15. Mr James TO expressed grave concern on the proposal. He said that in determining the right standard, there was a need to examine both the marginal costs and benefits of the proposal. Unless the Administration could prove that the marginal benefits of the proposal was obvious, he found it difficult to support the proposal. DS for T reiterated that three out of every 10 drivers killed in traffic accidents in 1997 had consumed alcohol, and that drunken drivers posed serious threats to pedestrians and passengers. A tightening of the prescribed alcohol concentration limits was called for to deter drink driving. Whilst total elimination of accidents might not be possible, the proposed tightening would contribute positively to a reduction in alcohol related accidents.
16. Notwithstanding the reply, Mr James TO considered that the change from 80 mg to 50 mg was only marginally beneficial as opposed to a BAC limit of zero the benefits of which would be obvious. Given that the Administration had not provided sufficient grounds to justify the proposed change, he asked for data which would link the tightening to lower accident rates, and the medical proof and scientific basis for impairment of a driver's ability to drive if the BAC level were pitched at a level above 50 mg. DS for T said that of the drivers found to have consumed alcohol during screening tests after traffic accidents, more than half were found to have exceeded the legal limit of 80 mg. If the limit were to be tightened to 50 mg, an additional 15% would have been caught. This would undoubtedly reduce the danger to other road users. He said that the purpose of the legislation was not to penalize this category of drivers but to put across an important message to them that driving and drinking should not be mixed.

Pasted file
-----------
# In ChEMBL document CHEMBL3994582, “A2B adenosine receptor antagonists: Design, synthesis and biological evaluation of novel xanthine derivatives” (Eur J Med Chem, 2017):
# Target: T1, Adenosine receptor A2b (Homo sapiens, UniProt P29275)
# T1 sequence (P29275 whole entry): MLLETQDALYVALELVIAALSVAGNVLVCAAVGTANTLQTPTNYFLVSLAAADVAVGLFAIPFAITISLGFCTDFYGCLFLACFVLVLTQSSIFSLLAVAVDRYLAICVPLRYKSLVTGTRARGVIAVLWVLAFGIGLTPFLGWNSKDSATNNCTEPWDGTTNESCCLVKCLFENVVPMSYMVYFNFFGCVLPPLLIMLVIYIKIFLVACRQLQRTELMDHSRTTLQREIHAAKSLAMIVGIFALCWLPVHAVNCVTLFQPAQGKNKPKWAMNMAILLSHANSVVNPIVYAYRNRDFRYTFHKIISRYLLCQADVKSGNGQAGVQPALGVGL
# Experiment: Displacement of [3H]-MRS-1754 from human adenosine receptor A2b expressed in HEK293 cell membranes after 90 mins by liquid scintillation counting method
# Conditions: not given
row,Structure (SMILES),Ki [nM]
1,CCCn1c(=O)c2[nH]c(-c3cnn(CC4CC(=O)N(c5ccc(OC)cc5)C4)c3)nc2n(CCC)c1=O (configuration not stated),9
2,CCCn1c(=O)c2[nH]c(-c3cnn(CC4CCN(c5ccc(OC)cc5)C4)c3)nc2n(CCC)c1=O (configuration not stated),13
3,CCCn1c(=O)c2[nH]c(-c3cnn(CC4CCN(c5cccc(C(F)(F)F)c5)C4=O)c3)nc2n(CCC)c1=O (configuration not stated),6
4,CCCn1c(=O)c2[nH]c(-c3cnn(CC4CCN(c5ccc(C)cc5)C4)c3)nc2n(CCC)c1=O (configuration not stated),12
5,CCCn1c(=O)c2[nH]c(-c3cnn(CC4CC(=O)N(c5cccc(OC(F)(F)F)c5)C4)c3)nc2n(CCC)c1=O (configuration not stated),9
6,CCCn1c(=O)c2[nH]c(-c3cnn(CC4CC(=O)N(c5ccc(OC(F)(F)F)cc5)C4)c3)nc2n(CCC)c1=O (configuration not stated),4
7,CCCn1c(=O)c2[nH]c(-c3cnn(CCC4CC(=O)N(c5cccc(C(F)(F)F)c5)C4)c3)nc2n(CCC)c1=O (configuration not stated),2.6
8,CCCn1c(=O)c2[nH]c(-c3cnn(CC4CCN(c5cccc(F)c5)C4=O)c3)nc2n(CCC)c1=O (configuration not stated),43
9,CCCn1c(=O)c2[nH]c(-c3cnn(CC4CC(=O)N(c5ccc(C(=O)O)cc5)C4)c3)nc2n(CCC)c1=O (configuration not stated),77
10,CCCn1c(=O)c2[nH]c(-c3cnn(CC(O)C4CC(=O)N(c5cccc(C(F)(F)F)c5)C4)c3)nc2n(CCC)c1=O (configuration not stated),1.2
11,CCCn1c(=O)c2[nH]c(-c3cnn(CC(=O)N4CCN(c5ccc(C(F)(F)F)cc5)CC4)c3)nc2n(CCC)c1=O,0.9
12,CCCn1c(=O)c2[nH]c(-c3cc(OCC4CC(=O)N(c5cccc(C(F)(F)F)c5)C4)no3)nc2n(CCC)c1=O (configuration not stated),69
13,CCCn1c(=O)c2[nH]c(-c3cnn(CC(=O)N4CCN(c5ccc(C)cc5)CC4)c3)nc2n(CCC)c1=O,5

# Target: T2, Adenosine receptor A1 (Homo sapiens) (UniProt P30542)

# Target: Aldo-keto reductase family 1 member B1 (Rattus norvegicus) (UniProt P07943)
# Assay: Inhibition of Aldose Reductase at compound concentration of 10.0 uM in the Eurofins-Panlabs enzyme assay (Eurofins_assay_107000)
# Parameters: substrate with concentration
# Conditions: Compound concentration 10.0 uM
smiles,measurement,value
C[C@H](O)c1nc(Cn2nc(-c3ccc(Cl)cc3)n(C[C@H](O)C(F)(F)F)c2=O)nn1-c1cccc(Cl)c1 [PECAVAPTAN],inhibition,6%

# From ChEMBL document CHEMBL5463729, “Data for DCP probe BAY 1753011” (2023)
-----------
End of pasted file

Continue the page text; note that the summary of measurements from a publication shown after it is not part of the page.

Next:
Penalties for drink driving offences
17. Mr Howard YOUNG pointed out that the amount of alcohol that could be consumed by a driver and the effects of alcohol on one's ability to detect risk would vary and was dependent on a wide range of factors. He asked if exemption could be granted to persons who could certify that a BAC limit between 50 mg and 80 mg would have no effect on their ability to identify risk. He also enquired if a two-tier penalty structure could be introduced to penalize drivers with different concentration levels. Dr LEONG Che-hung, however, did not support the granting of exemption to drivers as the effects of alcohol on drivers would vary from day to day, depending on a wide range of factors including the physique of drivers.
18. DS for T advised that the introduction of drink driving legislation was intended to put across an essential message to the public that drinking and driving should be separated. As such, the Administration had no intention to allow flexibility in the drink driving legislation as it would undermine the effectiveness of the legislation. Regarding the penalty for drink driving, he said that the existing penalties already allowed the court to impose a range of fines and jail terms taking into account the gravity of the offences. Specifying different levels of penalties for different BAC levels in excess of the legal limit might give the public the wrong impression that BAC levels beyond the proposed legal limit had varying degrees of acceptability. This approach might weaken the deterrent effect of the legal limit.
|19. Dr Raymond HO considered that penalties imposed on drink driving offences were unreasonably light. Given that the actual BAC level was affected by a wide range of factors, and in the absence of a scientific method to enable the general public to test whether they had consumed alcohol in excess of the statutory limit, it would be more desirable to review the levels of penalties so as to restore their deterrent effect than to lower the statutory BAC limit. He suggested that a more scientific mechanism should be devised so that different levels of penalties and demerit points would apply to drivers with different BAC levels. He also enquired whether breath analyser or similar devices could be provided at pubs. In addition, he requested the Administration to provide further information on the penalties imposed by overseas countries for breaching the statutory BAC limit.